Labor movement in for a major makeover

WASHINGTON – The labor movement, aiming to reverse decades of decline suffered under relentless attacks by the corporate-funded right wing, is headed for a major makeover. The nation’s largest labor federation, the AFL-CIO, is planning to begin the task of building a movement in this country that includes not just the traditional labor unions but also a host of allies in non-traditional workers’ organizations and among civil rights, women’s, African American, Latino, Asian, Native American, youth, and LGBT groups.

“We’re dead serious about this,” said a source close to top officers in the federation, “and the proof will be what you see unfold at our upcoming convention.”

At that convention in Los Angeles Sept. 8 -12, delegates will be asked to vote on a major revamp of the labor movement. The proposals are the product, in part, of extensive discussion among labor and allied organizations and deliberations that happened here at a July 24th meeting of the federation’s executive council.

They are also the product of hundreds of forums and discussions unions have hosted for months, discussing reasons to revitalize the movement and how to restore worker power. In an unprecedented display of democracy and grass roots involvement at a national meeting of the labor movement, in small group sessions, convention delegates themselves will be figuring out the nuts and bolts of the revamp.

As part of this process some 4,700 people attended the revamp forums hosted by state federations, unions and central labor councils.

Some 75,000 participated online by going to the AFL-CIO 2013 Convention website, with online participation also including an incredible 3 million Facebook and Twitter posts, shares and retweets. AFL-CIO President Richard Trumka announced the figures at the executive council meeting. The participation has been continuing since then.

“It was ‘Let a thousand flowers bloom,'” Peg Seminario, the federation’s Occupational Safety and Health Director, told reporters at a press conference during the executive council meeting.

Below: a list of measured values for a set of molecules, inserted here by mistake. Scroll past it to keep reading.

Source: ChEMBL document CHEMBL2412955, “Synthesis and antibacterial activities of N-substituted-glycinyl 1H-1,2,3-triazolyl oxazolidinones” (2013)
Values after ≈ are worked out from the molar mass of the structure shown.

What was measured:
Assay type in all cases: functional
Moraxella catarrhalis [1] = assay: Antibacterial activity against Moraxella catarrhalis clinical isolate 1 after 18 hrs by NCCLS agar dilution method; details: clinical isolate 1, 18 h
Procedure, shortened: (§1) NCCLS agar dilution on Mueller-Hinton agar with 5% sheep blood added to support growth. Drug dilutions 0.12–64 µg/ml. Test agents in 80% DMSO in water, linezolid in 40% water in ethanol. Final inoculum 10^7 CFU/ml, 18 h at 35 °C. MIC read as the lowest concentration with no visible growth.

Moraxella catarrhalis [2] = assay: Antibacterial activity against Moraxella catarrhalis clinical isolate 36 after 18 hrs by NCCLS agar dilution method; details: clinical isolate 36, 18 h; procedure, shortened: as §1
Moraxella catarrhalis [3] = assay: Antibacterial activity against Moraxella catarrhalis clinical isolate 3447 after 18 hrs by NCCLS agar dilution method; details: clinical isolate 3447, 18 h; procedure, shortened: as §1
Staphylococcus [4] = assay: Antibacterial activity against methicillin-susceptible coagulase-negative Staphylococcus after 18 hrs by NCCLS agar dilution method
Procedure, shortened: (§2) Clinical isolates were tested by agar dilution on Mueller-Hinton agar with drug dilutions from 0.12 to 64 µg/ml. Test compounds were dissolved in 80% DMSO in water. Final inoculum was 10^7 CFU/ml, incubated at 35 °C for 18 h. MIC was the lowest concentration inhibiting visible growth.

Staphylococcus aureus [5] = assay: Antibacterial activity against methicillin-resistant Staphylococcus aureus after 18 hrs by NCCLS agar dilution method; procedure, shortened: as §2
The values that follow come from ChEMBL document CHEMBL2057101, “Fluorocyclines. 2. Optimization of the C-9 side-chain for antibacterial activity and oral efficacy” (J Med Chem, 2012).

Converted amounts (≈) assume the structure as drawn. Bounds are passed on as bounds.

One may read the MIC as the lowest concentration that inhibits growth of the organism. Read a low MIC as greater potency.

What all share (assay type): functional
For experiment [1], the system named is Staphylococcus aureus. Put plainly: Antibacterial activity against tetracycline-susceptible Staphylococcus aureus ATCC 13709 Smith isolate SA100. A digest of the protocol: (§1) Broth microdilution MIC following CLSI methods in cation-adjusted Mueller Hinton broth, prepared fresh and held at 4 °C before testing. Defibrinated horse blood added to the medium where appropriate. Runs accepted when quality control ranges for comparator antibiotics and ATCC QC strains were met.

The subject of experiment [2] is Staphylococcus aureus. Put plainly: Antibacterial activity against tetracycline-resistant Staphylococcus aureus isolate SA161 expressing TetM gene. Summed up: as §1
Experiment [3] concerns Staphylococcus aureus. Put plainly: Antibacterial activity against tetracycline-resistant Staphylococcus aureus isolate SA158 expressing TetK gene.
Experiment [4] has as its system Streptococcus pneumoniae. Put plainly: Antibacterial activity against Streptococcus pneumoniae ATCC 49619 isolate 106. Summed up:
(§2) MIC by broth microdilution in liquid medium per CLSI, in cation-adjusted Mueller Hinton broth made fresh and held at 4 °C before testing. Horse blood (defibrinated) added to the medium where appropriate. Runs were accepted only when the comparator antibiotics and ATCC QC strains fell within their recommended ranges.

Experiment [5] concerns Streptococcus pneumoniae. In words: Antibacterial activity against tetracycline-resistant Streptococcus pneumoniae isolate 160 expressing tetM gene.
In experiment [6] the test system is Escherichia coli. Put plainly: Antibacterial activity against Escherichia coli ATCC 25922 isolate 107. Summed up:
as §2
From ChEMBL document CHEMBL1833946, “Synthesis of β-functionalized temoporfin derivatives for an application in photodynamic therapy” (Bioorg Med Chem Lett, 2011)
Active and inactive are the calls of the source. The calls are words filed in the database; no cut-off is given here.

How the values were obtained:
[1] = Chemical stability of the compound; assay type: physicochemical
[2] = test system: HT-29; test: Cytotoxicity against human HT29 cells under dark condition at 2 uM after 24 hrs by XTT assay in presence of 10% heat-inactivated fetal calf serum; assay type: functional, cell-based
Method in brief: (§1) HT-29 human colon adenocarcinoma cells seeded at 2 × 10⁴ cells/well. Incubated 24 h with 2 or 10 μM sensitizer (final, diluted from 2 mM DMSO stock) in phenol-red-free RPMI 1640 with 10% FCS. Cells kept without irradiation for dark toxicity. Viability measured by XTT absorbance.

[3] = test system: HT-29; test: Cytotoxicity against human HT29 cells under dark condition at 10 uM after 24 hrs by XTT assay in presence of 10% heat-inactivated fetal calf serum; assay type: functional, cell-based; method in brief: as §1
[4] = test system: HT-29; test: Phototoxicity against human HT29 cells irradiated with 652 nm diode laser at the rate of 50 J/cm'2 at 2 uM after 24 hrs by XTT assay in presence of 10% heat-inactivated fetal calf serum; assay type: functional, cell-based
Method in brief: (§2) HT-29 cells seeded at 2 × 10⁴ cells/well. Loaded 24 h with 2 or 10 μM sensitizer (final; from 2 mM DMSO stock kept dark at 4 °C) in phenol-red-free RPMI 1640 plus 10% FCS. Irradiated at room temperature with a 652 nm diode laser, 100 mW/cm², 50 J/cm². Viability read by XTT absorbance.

The revamp is needed, Trumka says, because the labor movement faces a huge crisis, as private-sector union density is at its lowest point since the 1920s. That lessens labor’s influence and hurts workers, union and non-union, nationwide, by removing a counterweight to corporate greed.

Only seven percent of private sector workers are unionized, and public-sector unions, whose growth helped lessen the slide in overall U.S. union density – now around 12 percent — have also seen membership declines since the Great Recession hit.

One of the big problems, labor leaders say, is that the labor movement is organized right now for a workforce that has largely gone out of existence.

“The labor movement is organized around the workforce that was, not the workforce that is,” said Seminario. “With the growth of the service sector, the self-employed and contingent workers, the labor movement needs to change.”

The reality she outlined was a major factor, she said, leading unions to start a discussion about whether the AFL-CIO itself could transform itself into a voice for all workers, organized and unorganized. The eventual goal would be to have everyone organized with the AFL-CIO unions in a good position to bargain then for millions of new members.

The revamping does not simply mean a labor movement adjusting to a world of new and lower paid jobs. Almost everyone active in AFL-CIO unions sees the need to also mount a major fight for creation of good, decent-paying, quality jobs. The executive council confirmed this as a primary task of the labor movement now and as it reorganizes.

The overwhelming majority of participants in the revamp discussions, AFL-CIO leaders say, agree that collective bargaining is a key way to achieve such quality jobs but that bargaining collectively can be supplemented with other avenues to achieve the at goal,